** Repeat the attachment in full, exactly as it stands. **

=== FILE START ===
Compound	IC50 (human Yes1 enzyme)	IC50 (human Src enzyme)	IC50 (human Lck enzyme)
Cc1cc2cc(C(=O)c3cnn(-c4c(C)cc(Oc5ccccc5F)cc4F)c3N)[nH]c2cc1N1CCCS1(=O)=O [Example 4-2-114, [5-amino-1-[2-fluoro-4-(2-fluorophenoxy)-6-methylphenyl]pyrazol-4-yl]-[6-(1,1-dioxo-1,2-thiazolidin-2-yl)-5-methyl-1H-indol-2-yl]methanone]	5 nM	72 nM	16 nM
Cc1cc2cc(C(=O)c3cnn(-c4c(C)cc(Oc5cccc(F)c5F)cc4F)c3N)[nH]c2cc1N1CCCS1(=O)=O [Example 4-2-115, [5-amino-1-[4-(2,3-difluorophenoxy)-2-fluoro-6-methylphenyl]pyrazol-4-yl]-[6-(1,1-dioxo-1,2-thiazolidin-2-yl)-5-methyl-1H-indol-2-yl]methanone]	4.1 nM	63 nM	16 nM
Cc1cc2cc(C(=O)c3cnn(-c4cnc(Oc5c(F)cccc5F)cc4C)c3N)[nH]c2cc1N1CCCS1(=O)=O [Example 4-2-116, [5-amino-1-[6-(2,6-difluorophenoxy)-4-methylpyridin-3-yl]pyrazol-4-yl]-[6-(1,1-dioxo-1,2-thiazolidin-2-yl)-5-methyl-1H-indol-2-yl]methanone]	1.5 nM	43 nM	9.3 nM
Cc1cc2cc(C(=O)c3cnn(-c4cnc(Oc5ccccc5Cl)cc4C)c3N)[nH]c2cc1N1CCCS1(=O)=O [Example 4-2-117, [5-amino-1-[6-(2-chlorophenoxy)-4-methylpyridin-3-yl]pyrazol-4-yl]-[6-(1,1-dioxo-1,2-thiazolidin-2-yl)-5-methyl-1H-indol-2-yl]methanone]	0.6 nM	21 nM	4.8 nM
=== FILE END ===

Compound	IC50 (human Yes1 enzyme)	IC50 (human Src enzyme)	IC50 (human Lck enzyme)
Cc1cc2cc(C(=O)c3cnn(-c4c(C)cc(Oc5ccccc5F)cc4F)c3N)[nH]c2cc1N1CCCS1(=O)=O [Example 4-2-114, [5-amino-1-[2-fluoro-4-(2-fluorophenoxy)-6-methylphenyl]pyrazol-4-yl]-[6-(1,1-dioxo-1,2-thiazolidin-2-yl)-5-methyl-1H-indol-2-yl]methanone]	5 nM	72 nM	16 nM
Cc1cc2cc(C(=O)c3cnn(-c4c(C)cc(Oc5cccc(F)c5F)cc4F)c3N)[nH]c2cc1N1CCCS1(=O)=O [Example 4-2-115, [5-amino-1-[4-(2,3-difluorophenoxy)-2-fluoro-6-methylphenyl]pyrazol-4-yl]-[6-(1,1-dioxo-1,2-thiazolidin-2-yl)-5-methyl-1H-indol-2-yl]methanone]	4.1 nM	63 nM	16 nM
Cc1cc2cc(C(=O)c3cnn(-c4cnc(Oc5c(F)cccc5F)cc4C)c3N)[nH]c2cc1N1CCCS1(=O)=O [Example 4-2-116, [5-amino-1-[6-(2,6-difluorophenoxy)-4-methylpyridin-3-yl]pyrazol-4-yl]-[6-(1,1-dioxo-1,2-thiazolidin-2-yl)-5-methyl-1H-indol-2-yl]methanone]	1.5 nM	43 nM	9.3 nM
Cc1cc2cc(C(=O)c3cnn(-c4cnc(Oc5ccccc5Cl)cc4C)c3N)[nH]c2cc1N1CCCS1(=O)=O [Example 4-2-117, [5-amino-1-[6-(2-chlorophenoxy)-4-methylpyridin-3-yl]pyrazol-4-yl]-[6-(1,1-dioxo-1,2-thiazolidin-2-yl)-5-methyl-1H-indol-2-yl]methanone]	0.6 nM	21 nM	4.8 nM